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Rebels run riot, upset poll math

It is not uncommon for politicians across India to switch parties or turn rebels during elections, but rebel politics has scaled a new peak in Gujarat this time, Rajesh Mahapatra and Mahesh Langa report.

india Updated: Dec 07, 2012 01:59 IST

Jagruti Pandya, the newly-floated Gujarat Parivartan Party's candidate from Ellisbridge seat of Ahmedabad, switched sides because she wants justice for her slain husband, ex-home minister Haren Pandya.

Congress MLA Shankarbhai Vaghela has turned a rebel because he lost his seat to delimitation.

Sitting MLA Shabir Kabliwala of Jamalapur is contesting as independent candidate after he was denied a Congress ticket in his Muslim-dominated constituency.

Pandya, Vaghela and Kabliwala are among 100-odd candidates who have either switched sides or are contesting as Independents in the coming assembly elections.

It is not uncommon for politicians across India to switch parties or turn rebels during elections, but rebel politics has scaled a new peak in Gujarat this time, complicating the electoral arithmetic and causing much anxiety among political parties.

Analysts say the BJP will likely be hit more than the Congress by rebel politics in this election.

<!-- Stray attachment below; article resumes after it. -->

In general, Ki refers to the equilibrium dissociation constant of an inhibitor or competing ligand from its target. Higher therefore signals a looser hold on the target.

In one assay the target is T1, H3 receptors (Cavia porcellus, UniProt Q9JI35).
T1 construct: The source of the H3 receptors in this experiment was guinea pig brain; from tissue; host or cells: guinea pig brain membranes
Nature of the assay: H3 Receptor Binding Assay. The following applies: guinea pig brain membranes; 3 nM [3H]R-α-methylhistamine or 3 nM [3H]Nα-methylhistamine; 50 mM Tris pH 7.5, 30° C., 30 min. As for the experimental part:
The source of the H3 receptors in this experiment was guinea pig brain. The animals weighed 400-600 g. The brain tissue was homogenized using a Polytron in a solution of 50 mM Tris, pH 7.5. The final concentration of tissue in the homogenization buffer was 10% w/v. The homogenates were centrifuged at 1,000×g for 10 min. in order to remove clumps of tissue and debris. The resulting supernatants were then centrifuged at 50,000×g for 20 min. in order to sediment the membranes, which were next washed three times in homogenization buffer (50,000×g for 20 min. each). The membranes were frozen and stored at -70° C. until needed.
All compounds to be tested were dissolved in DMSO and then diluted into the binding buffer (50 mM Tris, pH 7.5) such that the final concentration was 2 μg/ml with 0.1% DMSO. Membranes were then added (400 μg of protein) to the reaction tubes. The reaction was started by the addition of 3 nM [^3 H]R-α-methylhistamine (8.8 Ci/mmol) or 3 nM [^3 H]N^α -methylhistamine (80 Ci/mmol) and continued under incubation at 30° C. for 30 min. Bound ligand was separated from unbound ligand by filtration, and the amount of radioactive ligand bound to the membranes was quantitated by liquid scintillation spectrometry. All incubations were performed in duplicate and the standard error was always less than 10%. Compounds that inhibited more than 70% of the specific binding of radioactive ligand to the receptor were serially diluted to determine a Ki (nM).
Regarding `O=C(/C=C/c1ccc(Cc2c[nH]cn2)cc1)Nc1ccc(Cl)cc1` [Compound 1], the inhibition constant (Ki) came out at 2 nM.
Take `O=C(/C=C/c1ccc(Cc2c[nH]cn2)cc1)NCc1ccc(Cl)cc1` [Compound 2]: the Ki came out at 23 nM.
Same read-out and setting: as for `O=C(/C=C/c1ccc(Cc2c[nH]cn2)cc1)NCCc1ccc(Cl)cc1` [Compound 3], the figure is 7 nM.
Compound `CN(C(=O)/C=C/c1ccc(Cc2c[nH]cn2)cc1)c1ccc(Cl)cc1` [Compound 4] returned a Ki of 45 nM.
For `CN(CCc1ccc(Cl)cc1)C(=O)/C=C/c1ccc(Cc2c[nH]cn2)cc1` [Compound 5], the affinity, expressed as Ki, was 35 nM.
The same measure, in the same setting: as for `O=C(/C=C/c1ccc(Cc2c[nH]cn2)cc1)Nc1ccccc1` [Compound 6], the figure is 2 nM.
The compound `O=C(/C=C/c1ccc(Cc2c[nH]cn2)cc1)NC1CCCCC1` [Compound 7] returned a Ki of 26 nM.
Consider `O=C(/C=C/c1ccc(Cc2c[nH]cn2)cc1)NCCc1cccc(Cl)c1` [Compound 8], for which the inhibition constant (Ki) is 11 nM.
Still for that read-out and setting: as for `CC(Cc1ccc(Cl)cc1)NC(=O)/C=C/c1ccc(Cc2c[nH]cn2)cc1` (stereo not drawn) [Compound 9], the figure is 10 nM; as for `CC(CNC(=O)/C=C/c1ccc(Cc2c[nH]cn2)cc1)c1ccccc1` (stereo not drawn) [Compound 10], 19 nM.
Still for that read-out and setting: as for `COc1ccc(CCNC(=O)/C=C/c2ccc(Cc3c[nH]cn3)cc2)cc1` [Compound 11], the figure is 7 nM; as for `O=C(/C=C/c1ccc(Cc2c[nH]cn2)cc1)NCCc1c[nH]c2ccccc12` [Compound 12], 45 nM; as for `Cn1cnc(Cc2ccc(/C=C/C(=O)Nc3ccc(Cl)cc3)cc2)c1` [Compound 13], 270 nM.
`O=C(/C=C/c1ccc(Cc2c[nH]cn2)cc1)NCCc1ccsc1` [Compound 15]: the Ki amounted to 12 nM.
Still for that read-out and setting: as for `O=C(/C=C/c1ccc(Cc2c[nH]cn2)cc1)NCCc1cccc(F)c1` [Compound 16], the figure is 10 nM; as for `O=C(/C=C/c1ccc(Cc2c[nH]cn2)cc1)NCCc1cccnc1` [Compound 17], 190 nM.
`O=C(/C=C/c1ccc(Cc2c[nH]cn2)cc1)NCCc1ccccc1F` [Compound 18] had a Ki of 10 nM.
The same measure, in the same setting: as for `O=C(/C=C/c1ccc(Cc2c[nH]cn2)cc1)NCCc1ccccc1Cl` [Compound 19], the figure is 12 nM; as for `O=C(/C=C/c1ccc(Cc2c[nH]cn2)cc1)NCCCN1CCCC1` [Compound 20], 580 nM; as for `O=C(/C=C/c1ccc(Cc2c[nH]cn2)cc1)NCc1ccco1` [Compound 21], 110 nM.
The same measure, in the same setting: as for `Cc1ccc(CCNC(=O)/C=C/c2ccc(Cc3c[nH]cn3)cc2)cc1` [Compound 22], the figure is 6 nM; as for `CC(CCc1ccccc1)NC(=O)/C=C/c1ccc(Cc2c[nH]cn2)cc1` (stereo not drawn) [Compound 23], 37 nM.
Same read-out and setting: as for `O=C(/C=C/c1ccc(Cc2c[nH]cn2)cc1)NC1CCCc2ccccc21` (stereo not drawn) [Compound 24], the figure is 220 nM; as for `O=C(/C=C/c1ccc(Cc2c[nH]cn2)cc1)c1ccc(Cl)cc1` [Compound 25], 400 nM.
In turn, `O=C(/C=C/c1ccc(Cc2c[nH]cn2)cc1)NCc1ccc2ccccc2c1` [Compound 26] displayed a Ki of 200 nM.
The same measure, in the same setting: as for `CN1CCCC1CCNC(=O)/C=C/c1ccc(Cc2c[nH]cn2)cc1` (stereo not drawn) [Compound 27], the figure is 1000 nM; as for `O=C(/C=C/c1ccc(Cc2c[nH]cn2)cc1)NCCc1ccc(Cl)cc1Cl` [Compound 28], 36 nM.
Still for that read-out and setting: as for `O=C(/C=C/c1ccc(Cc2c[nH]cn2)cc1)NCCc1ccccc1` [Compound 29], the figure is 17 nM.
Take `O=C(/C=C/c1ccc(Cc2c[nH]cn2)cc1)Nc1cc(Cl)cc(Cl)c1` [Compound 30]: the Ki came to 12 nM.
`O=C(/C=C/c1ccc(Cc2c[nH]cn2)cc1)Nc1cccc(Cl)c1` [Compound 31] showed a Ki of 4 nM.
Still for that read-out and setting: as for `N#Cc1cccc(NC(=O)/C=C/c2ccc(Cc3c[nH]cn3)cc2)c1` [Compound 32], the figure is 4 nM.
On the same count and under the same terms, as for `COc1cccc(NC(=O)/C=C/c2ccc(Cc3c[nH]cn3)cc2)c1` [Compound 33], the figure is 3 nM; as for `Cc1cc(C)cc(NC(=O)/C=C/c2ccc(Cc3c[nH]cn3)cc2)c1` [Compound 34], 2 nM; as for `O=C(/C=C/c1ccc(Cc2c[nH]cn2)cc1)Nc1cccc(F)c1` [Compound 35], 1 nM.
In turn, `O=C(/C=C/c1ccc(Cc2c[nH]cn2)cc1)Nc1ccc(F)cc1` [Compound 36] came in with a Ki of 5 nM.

Indeed, the biggest wild card in this election is likely to be someone who has not just switched sides but formed his own party. After being marginalised in the BJP, former chief minister Keshubhai Patel walked out to form the Gujarat Parivartan Party.

This means that while Gujarat's polity has been mostly bipolar for decades, 2012 is set to see a triangular contest in most of the key Saurashtra region and some areas in the south.

Saurashtra accounts for 54 of the state's 182 seats and is a stronghold of the powerful Leuva Patel community to which Keshubhai belongs.

"Keshubhai's party may not win many seats, but it will certainly be a big spoiler for the BJP," said leading political analyst Achyut Yagnik.

Chief minister Narendra Modi is trying to offset the losses by focusing on the tribals who make up about 15% of the electorate - the same as the estranged Leuva Patels.

While Keshubhai's defection has highlighted the infighting in the BJP, the Congress also has its share of trouble with disgruntled elements.

Earlier this week, Narhari Amin, one of the most visible faces of the Gujarat Congress, quit the party after being denied a ticket.

About half a dozen unhappy state leaders followed Amin, but several of them returned to the Congress fold within days.

Modi, who has been trying to cash in on the latest squabbles within the Congress, inducted Amin into the BJP at a hurriedly-called news conference on Thursday.

There has been much heartburn over ticket distribution this time because of delimitation - an exercise undertaken under the Constitution to redraw constituency maps at regular intervals.

About 60 seats across the state have seen substantive changes in social and demographic profiles, affecting nearly 25 sitting MLAs including six ministers in the present government.